It'd be nice to pretend John Wall's health, Christian Wood's first season with real expectations or Eric Gordon's wing defense actually mattered. But there's no more significant question in the league—forget the Houston Rockets—than what's going to happen with James Harden.
The 2018 MVP and three-time scoring champ still wants out, according to ESPN's Adrian Wojnarowski and Ramona Shelburne, and the suitors are limited.
The Philadelphia 76ers might eventually bend on a Ben Simmons trade, and the Brooklyn Nets could involve a third team to get the Rockets the young cornerstone they covet. But who knows?
We'll have a series of new questions depending on the return Houston ultimately gets for its disgruntled superstar. Until a deal gets done, there's no use pretending anything else matters.
Indiana Pacers: New Offense, Who Dis?
The Indiana Pacers went 45-28 last season, despite a shot profile that might have convinced you, Hoosiers-style, that the three-point line didn't yet exist. Indy ranked 19th in offensive efficiency, largely because it shot the second-most mid-rangers in the league.
As NBA.com's John Schuhmann noted, the Pacers' first preseason game under new head coach Nate Bjorkgren featured a refreshingly modern change. The mid-range shots all but disappeared.
Add to that a series of slick sets and principles drawn straight from Bjorkgren's time with the Toronto Raptors, much of which Indy Cornrows' Caitlin Cooper expertly highlighted, and the Pacers' attack appears transformed.
This is good news!
Of course, ideological overhauls and updated schemes take time to implement. A blink-and-you'll-miss-it preseason won't make the work any easier to complete. But if Indiana really has turned over a new leaf (no TJ Leaf departure jokes; we're better than that), this team, which should be dangerous on defense again, could really make some noise*.
*If Victor Oladipo is healthy, and TJ Warren's plantar fasciitis clears up, and the Myles Turner-Domantas Sabonis duo works, and...you get the idea.
Los Angeles Clippers: So...Everybody Happy Now?
It was never a question of talent for the Los Angeles Clippers.
Deep, versatile and led by a pair of stars at the all-important wing position in Kawhi Leonard and Paul George, the Clips were a logical title pick last year.
A regular season lacking urgency gave way to a playoff collapse, and then came reports of locker room rifts, superstar pampering and gripes about coaching.
Now, with a new head coach in Tyronn Lue and a fat extension in place for George, Los Angeles will see if last year's wounds can heal.
Serge Ibaka gives the Clips an obvious closer at the 5, and Luke Kennard has a chance to fill the secondary playmaking void. Montrezl Harrell is gone, but that might help with chemistry, and he wasn't going to close meaningful games anyway.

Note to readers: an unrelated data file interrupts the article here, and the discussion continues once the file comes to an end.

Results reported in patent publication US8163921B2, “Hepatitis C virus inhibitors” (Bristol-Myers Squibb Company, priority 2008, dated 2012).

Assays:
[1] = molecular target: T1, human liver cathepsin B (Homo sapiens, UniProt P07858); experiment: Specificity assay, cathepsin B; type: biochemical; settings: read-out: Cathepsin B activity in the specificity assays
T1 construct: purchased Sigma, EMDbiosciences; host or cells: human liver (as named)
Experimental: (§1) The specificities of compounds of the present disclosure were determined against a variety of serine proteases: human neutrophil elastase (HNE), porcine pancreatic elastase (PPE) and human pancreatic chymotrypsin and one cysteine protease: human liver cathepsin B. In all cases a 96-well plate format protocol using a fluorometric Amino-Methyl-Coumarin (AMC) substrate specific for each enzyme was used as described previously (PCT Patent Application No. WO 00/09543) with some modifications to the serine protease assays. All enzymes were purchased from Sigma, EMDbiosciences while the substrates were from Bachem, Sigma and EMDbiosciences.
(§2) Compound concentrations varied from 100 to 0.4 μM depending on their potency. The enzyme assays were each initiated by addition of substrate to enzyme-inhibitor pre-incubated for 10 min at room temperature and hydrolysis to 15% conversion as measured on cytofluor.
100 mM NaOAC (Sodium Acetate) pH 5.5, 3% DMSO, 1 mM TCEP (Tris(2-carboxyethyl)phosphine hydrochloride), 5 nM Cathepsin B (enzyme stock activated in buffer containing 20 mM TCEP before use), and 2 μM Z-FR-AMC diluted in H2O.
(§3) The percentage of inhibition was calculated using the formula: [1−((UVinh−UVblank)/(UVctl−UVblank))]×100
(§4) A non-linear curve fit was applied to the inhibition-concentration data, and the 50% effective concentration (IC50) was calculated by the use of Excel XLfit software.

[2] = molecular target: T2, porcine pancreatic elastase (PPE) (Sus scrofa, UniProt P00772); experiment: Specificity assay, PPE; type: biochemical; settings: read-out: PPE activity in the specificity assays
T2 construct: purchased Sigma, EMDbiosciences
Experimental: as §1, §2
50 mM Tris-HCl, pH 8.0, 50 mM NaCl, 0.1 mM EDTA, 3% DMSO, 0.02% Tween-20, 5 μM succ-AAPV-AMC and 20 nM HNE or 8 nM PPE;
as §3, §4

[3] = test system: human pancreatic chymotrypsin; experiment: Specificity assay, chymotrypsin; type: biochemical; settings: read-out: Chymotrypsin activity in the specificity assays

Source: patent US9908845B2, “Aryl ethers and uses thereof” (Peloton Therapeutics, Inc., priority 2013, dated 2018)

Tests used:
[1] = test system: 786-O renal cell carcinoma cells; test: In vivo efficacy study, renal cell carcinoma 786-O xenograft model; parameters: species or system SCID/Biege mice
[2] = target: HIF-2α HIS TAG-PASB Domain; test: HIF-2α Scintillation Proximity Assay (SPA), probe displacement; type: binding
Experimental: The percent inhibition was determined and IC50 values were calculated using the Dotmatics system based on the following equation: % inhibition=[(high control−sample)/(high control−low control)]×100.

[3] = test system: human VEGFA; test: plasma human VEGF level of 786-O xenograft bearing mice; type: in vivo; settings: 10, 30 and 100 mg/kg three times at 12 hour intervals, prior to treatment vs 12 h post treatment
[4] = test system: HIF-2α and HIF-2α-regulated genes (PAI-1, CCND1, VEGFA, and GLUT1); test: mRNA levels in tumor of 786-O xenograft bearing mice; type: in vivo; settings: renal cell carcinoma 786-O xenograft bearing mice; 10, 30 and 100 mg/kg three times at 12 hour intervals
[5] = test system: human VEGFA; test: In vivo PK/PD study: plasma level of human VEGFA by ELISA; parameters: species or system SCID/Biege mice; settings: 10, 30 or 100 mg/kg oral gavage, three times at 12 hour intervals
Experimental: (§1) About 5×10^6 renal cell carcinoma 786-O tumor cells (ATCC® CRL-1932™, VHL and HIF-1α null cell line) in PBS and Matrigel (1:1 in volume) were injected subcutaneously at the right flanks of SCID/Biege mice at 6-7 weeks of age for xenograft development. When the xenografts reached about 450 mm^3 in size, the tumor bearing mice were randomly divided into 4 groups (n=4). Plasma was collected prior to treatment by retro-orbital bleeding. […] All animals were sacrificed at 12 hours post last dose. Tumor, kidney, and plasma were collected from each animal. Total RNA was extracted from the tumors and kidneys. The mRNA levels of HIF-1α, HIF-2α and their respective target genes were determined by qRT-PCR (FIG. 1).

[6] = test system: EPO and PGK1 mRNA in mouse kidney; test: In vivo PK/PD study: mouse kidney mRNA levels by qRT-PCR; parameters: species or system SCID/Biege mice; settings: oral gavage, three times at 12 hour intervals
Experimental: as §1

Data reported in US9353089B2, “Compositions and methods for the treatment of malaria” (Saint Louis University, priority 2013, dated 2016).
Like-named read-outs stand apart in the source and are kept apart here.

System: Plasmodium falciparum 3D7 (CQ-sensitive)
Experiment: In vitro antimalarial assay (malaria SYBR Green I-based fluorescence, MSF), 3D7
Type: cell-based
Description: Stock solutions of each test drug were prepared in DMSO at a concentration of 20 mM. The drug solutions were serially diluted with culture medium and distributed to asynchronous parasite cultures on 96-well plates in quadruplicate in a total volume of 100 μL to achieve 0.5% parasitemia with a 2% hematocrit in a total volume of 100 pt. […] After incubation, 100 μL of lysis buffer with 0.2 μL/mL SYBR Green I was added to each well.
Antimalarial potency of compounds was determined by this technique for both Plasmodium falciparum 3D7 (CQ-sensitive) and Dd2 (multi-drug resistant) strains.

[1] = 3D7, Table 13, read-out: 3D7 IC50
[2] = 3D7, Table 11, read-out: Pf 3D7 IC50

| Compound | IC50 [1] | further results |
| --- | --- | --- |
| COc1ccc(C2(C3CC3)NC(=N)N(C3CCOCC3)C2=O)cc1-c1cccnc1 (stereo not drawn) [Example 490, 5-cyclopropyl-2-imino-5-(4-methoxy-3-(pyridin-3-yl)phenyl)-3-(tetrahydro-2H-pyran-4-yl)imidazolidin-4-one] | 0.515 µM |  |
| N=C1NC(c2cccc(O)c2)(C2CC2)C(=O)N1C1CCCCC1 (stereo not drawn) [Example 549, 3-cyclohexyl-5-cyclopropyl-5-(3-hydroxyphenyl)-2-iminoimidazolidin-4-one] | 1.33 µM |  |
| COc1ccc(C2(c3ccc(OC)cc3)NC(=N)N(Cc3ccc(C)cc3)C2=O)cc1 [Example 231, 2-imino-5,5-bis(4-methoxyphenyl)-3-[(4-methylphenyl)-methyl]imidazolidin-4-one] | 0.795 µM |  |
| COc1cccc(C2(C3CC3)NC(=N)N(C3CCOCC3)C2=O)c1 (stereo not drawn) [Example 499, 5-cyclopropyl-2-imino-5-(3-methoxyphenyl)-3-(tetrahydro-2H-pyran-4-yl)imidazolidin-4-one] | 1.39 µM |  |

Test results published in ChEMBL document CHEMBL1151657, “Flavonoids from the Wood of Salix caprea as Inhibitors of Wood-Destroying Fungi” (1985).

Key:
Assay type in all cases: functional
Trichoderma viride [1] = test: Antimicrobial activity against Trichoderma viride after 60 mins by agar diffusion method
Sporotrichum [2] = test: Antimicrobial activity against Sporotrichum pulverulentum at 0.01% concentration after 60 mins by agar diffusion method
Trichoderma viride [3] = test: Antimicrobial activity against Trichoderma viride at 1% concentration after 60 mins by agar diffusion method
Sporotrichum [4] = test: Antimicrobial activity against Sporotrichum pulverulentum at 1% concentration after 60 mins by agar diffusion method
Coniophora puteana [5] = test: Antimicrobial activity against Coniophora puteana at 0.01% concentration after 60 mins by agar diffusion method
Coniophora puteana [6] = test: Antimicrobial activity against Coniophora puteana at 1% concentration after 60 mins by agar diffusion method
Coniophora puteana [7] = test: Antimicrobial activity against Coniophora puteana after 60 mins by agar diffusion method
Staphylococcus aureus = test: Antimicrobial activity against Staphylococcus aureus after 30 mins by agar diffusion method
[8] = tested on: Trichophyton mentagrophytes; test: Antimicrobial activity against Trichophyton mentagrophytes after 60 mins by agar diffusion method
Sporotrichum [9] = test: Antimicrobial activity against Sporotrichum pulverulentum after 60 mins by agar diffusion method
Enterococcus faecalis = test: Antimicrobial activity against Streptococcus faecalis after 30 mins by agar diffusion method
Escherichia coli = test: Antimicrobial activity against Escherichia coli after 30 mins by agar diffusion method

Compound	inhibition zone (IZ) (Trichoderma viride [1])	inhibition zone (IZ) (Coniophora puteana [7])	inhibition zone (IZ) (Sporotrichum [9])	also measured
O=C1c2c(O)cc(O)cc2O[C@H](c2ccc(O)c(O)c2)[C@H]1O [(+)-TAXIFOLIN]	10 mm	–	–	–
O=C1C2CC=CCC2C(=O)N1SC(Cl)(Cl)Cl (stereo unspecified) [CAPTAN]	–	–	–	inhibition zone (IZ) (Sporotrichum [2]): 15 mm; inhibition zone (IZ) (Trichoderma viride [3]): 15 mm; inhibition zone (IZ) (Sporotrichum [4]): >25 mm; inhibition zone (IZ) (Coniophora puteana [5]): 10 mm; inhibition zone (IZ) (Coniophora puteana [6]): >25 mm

Just like last year, the Clippers' talent is not the issue. If they can learn from their failures and treat the regular season like something more than a half-speed walkthrough, they'll be on the right track. Ultimately, a championship is realistic—if the Clippers care enough about the little things (and about each other).
Los Angeles Lakers: Will LeBron Finally Fall Off?
You have to keep asking the question until it finally happens, even if LeBron James' ongoing dismissal of the aging process stretches beyond mythic levels.
Last year, James (36 in late December) added another 3,087 combined minutes to an already massive career total. He's now eighth all time in regular-season minutes. He was first in postseason minutes prior to the 2020 playoffs. The 762 he added only swelled his lead.
To date, James has shown only the faintest signs of decline. His steal rate is on a three-year downward trend, bottoming out at 1.6 percent last season, tied for the lowest of his career. He's also become an increasingly perimeter-oriented offensive player, as demonstrated by 2019-20's career-high 32.6 percent three-point attempt rate and his lowest-ever free-throw rate. Both aligned with the eye test, which revealed, as expected from a player James' age, slightly diminishing athleticism.
LeBron, because he's LeBron, compensated. He led the league with 10.2 assists per game and saved his best for last, winning his fourth Finals MVP.
James was the greatest young player we've ever seen, amassing more win shares through his age-25 season than anyone in history. It seems a safe bet that his intellect and physical conditioning will also make him perhaps the greatest "old" player of all time.
But there's that word: time. Nobody has an infinite supply of it, not even James.
If he's 90 percent of the player he was last season, the Los Angeles Lakers belong right back atop the list of championship favorites. But if we finally see more conspicuous indicators of age, or if James wears down after an exceptionally short offseason, L.A. slides back into a pack of a half-dozen hopefuls with a roughly equal shot at a ring.
Memphis Grizzlies: Is There Enough Shooting?